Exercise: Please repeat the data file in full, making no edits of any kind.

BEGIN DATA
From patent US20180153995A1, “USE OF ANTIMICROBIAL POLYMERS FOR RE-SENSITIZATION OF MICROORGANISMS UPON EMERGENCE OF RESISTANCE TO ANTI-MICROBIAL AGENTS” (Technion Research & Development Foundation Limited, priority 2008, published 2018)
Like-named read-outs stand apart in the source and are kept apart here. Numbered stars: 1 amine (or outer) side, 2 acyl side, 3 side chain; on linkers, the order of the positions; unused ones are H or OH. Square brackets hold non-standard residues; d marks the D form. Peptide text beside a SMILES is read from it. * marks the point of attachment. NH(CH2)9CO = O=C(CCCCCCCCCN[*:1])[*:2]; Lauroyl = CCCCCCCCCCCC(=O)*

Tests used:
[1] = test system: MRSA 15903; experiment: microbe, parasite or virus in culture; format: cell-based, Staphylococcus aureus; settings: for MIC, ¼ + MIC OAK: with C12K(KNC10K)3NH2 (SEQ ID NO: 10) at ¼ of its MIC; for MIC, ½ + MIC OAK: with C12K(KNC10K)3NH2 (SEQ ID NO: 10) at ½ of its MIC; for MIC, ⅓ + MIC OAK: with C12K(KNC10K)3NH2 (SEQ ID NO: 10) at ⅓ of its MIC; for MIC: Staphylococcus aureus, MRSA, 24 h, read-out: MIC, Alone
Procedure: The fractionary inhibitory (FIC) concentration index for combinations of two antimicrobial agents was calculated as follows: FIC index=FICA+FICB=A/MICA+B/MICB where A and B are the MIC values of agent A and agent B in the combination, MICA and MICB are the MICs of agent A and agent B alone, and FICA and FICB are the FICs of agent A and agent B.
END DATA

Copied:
From patent US20180153995A1, “USE OF ANTIMICROBIAL POLYMERS FOR RE-SENSITIZATION OF MICROORGANISMS UPON EMERGENCE OF RESISTANCE TO ANTI-MICROBIAL AGENTS” (Technion Research & Development Foundation Limited, priority 2008, published 2018)
Like-named read-outs stand apart in the source and are kept apart here. Numbered stars: 1 amine (or outer) side, 2 acyl side, 3 side chain; on linkers, the order of the positions; unused ones are H or OH. Square brackets hold non-standard residues; d marks the D form. Peptide text beside a SMILES is read from it. * marks the point of attachment. NH(CH2)9CO = O=C(CCCCCCCCCN[*:1])[*:2]; Lauroyl = CCCCCCCCCCCC(=O)*

Tests used:
[1] = test system: MRSA 15903; experiment: microbe, parasite or virus in culture; format: cell-based, Staphylococcus aureus; settings: for MIC, ¼ + MIC OAK: with C12K(KNC10K)3NH2 (SEQ ID NO: 10) at ¼ of its MIC; for MIC, ½ + MIC OAK: with C12K(KNC10K)3NH2 (SEQ ID NO: 10) at ½ of its MIC; for MIC, ⅓ + MIC OAK: with C12K(KNC10K)3NH2 (SEQ ID NO: 10) at ⅓ of its MIC; for MIC: Staphylococcus aureus, MRSA, 24 h, read-out: MIC, Alone
Procedure: The fractionary inhibitory (FIC) concentration index for combinations of two antimicrobial agents was calculated as follows: FIC index=FICA+FICB=A/MICA+B/MICB where A and B are the MIC values of agent A and agent B in the combination, MICA and MICB are the MICs of agent A and agent B alone, and FICA and FICB are the FICs of agent A and agent B.